What will the process be like for getting an MPO? Will I have to be in the same room as the abuser?
Unlike civil court, there is no trial or hearing when you get a military protective order (MPO). Therefore, you will not have to appear in front of a judge, testify in front of the abuser, or even be in the same room as him/her.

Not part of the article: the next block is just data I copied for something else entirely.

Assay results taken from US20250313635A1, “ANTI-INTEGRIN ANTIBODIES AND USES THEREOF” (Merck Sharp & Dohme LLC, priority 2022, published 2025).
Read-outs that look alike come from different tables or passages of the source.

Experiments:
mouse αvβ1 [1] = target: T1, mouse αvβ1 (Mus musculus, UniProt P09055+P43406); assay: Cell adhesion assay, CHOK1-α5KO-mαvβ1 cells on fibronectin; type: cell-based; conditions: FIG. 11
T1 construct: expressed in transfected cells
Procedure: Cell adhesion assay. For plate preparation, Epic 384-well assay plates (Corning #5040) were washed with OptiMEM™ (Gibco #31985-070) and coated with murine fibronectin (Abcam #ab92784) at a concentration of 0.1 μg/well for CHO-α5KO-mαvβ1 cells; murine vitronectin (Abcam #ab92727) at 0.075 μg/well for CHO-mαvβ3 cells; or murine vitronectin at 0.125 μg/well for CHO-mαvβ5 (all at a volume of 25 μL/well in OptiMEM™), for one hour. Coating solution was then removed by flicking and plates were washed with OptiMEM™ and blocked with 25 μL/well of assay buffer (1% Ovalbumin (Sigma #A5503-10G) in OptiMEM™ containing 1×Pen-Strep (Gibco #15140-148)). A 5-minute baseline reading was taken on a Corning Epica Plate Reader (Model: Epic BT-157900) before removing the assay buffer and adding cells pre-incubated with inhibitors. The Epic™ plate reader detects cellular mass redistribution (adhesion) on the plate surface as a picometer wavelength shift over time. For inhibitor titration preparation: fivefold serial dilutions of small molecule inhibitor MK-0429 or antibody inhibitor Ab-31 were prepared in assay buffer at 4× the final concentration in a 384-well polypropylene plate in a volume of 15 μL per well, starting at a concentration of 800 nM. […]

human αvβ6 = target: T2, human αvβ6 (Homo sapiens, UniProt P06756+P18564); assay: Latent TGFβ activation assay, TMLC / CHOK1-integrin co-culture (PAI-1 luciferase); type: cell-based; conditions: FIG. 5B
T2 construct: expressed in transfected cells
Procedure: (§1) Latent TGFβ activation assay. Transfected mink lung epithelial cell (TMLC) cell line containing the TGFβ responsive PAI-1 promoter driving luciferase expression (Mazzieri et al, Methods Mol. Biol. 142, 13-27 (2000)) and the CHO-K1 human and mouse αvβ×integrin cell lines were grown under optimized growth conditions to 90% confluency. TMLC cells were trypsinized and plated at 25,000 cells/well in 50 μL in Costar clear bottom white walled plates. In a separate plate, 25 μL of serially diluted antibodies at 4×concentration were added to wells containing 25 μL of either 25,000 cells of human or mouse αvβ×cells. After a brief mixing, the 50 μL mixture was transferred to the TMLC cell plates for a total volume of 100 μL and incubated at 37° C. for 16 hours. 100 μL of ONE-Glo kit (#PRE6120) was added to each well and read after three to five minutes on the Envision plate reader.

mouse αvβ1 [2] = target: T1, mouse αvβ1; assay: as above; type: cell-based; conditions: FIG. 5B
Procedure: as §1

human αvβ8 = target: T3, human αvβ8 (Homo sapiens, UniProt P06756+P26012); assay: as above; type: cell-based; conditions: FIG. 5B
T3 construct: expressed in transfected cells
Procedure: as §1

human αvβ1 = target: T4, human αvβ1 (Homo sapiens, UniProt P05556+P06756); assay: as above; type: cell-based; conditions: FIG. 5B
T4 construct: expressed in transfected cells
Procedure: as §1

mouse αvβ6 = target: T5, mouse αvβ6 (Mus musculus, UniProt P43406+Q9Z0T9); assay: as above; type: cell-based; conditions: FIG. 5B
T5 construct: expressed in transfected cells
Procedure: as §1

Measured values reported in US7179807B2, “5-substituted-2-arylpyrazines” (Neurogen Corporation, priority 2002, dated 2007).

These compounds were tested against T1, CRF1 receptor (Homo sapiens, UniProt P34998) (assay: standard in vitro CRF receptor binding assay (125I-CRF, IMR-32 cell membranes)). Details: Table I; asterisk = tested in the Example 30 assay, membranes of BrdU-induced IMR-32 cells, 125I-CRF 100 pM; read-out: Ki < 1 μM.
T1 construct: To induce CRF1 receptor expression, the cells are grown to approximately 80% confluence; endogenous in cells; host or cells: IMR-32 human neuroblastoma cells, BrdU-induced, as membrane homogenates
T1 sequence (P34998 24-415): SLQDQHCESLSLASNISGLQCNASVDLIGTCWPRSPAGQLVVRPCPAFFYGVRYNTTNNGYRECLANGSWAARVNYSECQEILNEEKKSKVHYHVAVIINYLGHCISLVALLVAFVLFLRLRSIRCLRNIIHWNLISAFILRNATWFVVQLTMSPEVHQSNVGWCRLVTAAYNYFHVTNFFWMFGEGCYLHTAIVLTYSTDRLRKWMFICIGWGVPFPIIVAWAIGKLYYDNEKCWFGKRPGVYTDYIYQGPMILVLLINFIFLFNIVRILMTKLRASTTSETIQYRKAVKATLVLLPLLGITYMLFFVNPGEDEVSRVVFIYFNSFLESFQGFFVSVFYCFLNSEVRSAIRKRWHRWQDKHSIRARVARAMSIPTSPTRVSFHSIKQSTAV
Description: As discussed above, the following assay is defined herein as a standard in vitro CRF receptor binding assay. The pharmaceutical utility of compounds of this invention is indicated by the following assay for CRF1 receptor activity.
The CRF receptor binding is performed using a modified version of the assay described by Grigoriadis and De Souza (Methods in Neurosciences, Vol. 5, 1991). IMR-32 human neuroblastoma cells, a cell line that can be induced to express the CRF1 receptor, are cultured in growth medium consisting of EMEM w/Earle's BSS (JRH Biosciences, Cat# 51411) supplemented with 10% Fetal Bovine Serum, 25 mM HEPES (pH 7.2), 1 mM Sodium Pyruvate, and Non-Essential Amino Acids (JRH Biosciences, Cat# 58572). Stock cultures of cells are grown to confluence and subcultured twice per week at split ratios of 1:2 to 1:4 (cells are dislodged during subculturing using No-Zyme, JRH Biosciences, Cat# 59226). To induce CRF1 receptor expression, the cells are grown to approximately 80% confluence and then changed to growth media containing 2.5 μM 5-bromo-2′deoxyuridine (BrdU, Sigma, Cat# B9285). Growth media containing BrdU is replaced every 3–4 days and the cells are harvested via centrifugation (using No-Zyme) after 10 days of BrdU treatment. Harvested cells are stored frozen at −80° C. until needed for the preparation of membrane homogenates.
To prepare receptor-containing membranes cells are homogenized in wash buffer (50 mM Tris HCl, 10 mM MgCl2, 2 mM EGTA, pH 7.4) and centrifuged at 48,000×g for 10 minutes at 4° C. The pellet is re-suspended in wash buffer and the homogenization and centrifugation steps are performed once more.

The commander is the one who decides whether or not to issue an MPO. The commander may or may not meet with you before issuing the MPO. Often times, the victim advocate or the Family Advocacy Program (FAP) clinician may call the commander on your behalf to ask for the MPO. If you feel it is important to speak with the commander directly, you may contact their office to request an appointment. The appointment may take place in the commander’s office, at the FAP office, or another place where you can feel safe to speak freely to the commander. If the commander has a reasonable belief that an MPO is necessary for your safety, s/he will issue one.